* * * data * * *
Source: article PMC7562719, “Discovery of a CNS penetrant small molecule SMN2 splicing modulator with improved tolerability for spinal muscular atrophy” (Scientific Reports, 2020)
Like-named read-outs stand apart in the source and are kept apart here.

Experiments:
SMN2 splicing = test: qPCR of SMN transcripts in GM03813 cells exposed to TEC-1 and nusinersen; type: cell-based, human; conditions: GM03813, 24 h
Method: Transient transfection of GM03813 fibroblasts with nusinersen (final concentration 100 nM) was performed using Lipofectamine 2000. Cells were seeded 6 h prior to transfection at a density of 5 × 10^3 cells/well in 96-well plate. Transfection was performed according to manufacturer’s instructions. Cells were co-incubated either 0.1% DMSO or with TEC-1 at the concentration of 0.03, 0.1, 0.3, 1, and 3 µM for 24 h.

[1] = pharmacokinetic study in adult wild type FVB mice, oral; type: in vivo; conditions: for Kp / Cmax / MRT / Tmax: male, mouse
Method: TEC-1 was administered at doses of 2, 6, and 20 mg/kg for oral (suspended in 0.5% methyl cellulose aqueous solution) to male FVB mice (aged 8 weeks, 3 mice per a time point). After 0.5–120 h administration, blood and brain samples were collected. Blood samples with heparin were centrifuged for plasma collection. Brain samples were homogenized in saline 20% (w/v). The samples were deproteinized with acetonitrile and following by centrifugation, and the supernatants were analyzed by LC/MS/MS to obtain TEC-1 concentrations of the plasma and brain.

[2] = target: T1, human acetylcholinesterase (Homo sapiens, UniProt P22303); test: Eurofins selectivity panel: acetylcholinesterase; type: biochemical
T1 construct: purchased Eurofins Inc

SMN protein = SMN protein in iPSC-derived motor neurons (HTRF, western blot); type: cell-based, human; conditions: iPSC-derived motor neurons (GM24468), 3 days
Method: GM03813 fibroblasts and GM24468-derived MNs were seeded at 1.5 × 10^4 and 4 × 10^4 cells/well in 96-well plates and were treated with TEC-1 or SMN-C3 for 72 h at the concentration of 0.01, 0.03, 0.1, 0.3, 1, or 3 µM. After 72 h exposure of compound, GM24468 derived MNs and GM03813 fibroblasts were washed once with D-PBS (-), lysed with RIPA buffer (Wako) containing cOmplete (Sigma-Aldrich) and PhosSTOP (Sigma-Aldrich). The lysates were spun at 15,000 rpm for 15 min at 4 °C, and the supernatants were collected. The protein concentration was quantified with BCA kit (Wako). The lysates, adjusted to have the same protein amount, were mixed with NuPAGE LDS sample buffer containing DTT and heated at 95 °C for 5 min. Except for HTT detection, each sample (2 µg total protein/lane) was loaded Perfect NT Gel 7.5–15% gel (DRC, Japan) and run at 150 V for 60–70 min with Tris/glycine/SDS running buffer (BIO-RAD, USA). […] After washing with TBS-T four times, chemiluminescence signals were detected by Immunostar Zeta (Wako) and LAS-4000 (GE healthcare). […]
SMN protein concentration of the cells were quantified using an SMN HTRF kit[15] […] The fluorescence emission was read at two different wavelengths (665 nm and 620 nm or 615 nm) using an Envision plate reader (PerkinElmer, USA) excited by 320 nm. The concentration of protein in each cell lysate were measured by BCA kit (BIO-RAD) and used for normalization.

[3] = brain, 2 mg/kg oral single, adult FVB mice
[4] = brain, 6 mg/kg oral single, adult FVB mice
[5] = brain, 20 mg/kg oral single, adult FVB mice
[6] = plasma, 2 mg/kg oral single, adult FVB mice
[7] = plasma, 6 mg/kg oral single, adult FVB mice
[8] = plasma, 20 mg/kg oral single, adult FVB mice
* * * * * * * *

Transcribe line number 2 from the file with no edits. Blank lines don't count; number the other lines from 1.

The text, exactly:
Like-named read-outs stand apart in the source and are kept apart here.